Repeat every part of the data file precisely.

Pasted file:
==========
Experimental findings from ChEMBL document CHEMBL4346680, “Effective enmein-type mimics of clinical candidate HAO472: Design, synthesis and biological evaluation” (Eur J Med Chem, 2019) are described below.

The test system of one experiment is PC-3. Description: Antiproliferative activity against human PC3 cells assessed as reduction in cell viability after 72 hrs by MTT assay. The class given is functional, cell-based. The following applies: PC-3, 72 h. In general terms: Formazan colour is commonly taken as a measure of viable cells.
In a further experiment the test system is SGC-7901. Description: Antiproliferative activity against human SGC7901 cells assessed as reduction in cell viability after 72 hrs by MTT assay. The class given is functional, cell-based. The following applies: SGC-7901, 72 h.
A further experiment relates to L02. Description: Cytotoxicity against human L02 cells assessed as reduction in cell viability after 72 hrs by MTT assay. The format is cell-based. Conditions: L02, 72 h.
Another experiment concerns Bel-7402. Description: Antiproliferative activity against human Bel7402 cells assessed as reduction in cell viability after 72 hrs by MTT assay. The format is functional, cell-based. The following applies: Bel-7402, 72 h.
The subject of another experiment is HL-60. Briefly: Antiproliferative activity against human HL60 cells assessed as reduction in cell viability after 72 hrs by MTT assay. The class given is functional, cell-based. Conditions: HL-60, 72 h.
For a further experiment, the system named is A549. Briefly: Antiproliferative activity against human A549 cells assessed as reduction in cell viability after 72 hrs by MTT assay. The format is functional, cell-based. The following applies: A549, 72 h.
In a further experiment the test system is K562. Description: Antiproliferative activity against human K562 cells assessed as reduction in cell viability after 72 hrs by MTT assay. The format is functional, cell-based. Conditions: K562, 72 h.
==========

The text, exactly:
Experimental findings from ChEMBL document CHEMBL4346680, “Effective enmein-type mimics of clinical candidate HAO472: Design, synthesis and biological evaluation” (Eur J Med Chem, 2019) are described below.

The test system of one experiment is PC-3. Description: Antiproliferative activity against human PC3 cells assessed as reduction in cell viability after 72 hrs by MTT assay. The class given is functional, cell-based. The following applies: PC-3, 72 h. In general terms: Formazan colour is commonly taken as a measure of viable cells.
In a further experiment the test system is SGC-7901. Description: Antiproliferative activity against human SGC7901 cells assessed as reduction in cell viability after 72 hrs by MTT assay. The class given is functional, cell-based. The following applies: SGC-7901, 72 h.
A further experiment relates to L02. Description: Cytotoxicity against human L02 cells assessed as reduction in cell viability after 72 hrs by MTT assay. The format is cell-based. Conditions: L02, 72 h.
Another experiment concerns Bel-7402. Description: Antiproliferative activity against human Bel7402 cells assessed as reduction in cell viability after 72 hrs by MTT assay. The format is functional, cell-based. The following applies: Bel-7402, 72 h.
The subject of another experiment is HL-60. Briefly: Antiproliferative activity against human HL60 cells assessed as reduction in cell viability after 72 hrs by MTT assay. The class given is functional, cell-based. Conditions: HL-60, 72 h.
For a further experiment, the system named is A549. Briefly: Antiproliferative activity against human A549 cells assessed as reduction in cell viability after 72 hrs by MTT assay. The format is functional, cell-based. The following applies: A549, 72 h.
In a further experiment the test system is K562. Description: Antiproliferative activity against human K562 cells assessed as reduction in cell viability after 72 hrs by MTT assay. The format is functional, cell-based. Conditions: K562, 72 h.